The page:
This is no World War III – ISIS is still weak

Chris Doyle
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The attacks in Ankara, Sinai, Beirut and Paris, all claimed by ISIS, highlight a step change in the group’s strategy, taking its barbarism overseas and into the skies. This might suggest an increased potency but equally some argue it highlights that, as it is being squeezed in its Syrian and Iraqi heartlands, ISIS is lashing out. Despite all the overblown rhetoric about World War III and existential threats, ISIS is weak and those arrayed against it are strong when united and determined.

Out of every series of disasters there is an opportunity. Hitherto, the key international and regional actors have failed to coalesce either around an anti-ISIS strategy or solutions for Syria. This might be changing. Defeating ISIS and solving Syria are becoming more pressing issues for the major actors. Russian and French strikes on ISIS highlight a shared desire to hit back. Putin cannot afford to be engulfed by Syria and is likely to ditch President Assad if it means he can exit the crisis whilst retaining Russia’s pre-eminent status. Iran has for the first time ever signed up the Geneva communiqué of June 2012 that envisages a transition. Europe has backed France but also knows the refugee crisis will not go away unless Syria is resolved. Two rounds of talks in Vienna show that an international consensus on the way forward is inching closer with a tentative perhaps unrealistic timetable for transition and elections. Solving the conflict will be the biggest possible blow to those in Raqqa.


Despite all the overblown rhetoric about World War III and existential threats, ISIS is weak and those arrayed against it are strong when united and determined.

Chris Doyle

A feature of the Syria crisis is that the merest hint of political progress has been met by an increase of violence. The danger is that the attacks in Paris and other cities could also derail these fledgling diplomatic moves. The reactions to these may determine success or failure. So how should the international community go forward not backward?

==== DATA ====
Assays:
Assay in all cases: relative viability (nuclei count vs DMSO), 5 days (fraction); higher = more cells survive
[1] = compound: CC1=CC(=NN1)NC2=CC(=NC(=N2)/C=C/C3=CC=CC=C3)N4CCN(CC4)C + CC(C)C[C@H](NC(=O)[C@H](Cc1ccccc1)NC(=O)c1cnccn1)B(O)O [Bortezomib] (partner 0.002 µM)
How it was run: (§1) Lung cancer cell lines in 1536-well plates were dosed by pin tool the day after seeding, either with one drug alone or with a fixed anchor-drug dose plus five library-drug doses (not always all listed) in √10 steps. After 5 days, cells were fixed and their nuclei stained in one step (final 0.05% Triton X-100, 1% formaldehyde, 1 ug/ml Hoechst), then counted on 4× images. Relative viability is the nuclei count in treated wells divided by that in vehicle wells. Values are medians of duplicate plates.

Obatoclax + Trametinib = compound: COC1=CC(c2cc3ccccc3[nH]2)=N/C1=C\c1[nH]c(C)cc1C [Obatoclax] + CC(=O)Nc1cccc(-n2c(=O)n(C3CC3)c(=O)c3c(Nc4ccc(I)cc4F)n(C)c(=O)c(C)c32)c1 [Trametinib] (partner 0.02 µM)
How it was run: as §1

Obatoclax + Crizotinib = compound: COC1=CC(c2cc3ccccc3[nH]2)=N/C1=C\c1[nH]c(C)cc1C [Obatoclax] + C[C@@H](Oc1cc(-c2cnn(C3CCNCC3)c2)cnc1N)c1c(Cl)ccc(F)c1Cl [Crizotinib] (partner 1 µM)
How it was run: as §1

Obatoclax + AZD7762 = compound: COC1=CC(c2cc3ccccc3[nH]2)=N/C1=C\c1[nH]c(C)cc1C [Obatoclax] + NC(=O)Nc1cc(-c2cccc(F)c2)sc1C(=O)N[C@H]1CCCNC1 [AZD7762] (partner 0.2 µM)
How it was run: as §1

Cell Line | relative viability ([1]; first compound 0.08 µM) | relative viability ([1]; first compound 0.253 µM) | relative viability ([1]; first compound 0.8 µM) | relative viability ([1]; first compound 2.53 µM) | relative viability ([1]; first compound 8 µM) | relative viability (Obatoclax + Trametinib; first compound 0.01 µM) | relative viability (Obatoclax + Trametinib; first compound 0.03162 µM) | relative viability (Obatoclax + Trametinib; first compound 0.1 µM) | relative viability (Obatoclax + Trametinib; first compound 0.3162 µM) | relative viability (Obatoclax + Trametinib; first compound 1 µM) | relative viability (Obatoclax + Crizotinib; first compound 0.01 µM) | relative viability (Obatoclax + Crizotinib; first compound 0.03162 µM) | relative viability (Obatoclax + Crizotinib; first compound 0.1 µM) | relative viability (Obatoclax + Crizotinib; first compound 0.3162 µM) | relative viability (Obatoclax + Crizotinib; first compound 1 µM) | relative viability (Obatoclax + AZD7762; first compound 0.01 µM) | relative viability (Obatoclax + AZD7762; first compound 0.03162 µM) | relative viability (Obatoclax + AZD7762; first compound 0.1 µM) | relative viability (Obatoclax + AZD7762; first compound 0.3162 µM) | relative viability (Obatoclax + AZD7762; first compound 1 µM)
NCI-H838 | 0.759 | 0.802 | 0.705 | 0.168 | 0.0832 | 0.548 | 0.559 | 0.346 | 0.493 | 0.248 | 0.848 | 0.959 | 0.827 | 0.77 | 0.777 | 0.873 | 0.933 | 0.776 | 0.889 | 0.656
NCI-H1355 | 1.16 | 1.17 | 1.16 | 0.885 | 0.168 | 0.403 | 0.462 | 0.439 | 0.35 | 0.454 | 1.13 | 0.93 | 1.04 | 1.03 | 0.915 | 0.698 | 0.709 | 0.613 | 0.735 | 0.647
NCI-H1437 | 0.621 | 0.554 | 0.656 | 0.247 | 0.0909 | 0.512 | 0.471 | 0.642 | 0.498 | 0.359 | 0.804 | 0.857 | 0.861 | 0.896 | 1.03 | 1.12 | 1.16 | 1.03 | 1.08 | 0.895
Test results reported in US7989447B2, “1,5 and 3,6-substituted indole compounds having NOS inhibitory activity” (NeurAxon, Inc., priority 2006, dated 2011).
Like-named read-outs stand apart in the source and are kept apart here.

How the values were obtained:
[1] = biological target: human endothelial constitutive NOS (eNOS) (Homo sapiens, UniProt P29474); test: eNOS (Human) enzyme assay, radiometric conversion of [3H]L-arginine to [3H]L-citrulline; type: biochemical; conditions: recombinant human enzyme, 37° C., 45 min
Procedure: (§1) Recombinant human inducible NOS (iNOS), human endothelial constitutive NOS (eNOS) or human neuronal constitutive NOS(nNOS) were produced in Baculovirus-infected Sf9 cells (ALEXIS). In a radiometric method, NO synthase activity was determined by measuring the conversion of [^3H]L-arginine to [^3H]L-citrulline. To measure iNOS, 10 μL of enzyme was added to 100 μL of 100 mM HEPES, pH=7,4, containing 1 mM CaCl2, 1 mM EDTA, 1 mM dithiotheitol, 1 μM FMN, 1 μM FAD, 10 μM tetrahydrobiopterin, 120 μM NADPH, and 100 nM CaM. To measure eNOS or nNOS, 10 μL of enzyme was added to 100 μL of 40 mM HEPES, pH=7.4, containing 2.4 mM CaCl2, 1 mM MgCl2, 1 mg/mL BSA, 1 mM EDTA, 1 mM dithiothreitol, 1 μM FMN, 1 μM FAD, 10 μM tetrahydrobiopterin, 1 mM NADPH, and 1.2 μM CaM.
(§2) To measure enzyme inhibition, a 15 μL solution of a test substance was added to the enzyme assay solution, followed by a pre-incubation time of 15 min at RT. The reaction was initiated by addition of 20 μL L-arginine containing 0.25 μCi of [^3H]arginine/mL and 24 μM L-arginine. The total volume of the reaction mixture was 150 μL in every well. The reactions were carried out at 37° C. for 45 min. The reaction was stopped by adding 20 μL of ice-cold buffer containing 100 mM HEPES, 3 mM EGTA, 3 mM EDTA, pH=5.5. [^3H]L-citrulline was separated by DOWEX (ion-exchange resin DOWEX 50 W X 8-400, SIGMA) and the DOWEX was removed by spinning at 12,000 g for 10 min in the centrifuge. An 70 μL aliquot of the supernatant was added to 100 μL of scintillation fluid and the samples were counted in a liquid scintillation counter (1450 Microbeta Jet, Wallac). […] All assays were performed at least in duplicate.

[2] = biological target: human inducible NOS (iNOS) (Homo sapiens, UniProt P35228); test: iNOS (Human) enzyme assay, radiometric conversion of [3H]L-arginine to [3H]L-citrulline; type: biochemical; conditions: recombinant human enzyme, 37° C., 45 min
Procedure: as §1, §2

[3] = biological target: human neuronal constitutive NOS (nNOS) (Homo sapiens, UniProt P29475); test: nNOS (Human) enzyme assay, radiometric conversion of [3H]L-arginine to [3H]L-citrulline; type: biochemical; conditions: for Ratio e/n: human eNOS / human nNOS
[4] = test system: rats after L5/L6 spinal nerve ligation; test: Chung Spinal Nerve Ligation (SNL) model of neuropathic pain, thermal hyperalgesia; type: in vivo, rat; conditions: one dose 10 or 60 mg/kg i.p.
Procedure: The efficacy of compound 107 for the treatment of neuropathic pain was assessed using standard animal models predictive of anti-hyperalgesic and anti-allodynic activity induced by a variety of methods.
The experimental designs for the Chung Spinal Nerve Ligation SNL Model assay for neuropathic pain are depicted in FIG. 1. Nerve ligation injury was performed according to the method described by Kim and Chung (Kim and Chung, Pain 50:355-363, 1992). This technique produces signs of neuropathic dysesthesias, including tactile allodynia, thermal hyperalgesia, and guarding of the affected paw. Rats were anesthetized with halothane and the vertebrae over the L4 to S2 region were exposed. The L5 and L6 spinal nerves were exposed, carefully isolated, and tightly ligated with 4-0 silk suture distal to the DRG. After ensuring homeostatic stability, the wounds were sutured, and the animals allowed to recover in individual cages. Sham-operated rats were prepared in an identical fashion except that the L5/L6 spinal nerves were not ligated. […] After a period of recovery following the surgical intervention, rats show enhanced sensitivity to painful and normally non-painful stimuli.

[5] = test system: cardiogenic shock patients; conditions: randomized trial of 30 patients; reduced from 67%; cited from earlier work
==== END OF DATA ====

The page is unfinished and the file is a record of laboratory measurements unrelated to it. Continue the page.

The blood had barely dried on the streets of the French capital before calls for full-scale war and destruction were being heard. Calmer heads must come to the fore.

So many Parisians have reacted with dignity and resilience. They are not being cowed by the murderers at all. This reminds me of the atmosphere at the attacks in London in 2005. Despite endless provocations and attacks over the recent years, Lebanon has not been spit apart as many feared. This united collective defiance is precisely what ISIS does not want to see, this is what these people want to break.

United collective defiance

That said, vile anti-Muslim attacks have happened. Add to these, pretty much every comment by American Republic Presidential candidates and Governors on the Paris attacks will please the ISIS hordes. All efforts must be made to deter and prevent the huge quadrupling of attacks on Muslims and mosques in the sixth months after January’s Charlie Hebdo attacks.
Understanding what ISIS wants out of these attacks is highly informative about just how the international community should proceed.

ISIS wants to be at war. As Peter Neumann from the International Centre for the Study of Radicalisation has stated: “I fear that if you start talking about war, you are almost playing into the hands of ISIS, because of course ISIS believes of course it is at war and it wants its enemies to be at war.” As he said, ISIS wants the choice to be solely - "I'm with the West or I'm with IS."

Escalating attacks on ISIS in Syria and Iraq can only achieve so much especially when only from the air. The military route is all too well travelled and its shortcomings have been all too well exposed in the past. ISIS has very much invited these attacks – indeed it is counting on them. Ground troops are needed but ideally from the region. But any military advances will mean nothing if functioning state institutions are not established in area areas taken and security restored. ISIS is banking on its enemies relying on Assad for help and in the process alienating huge swathes of the Syrian population who will feel betrayed.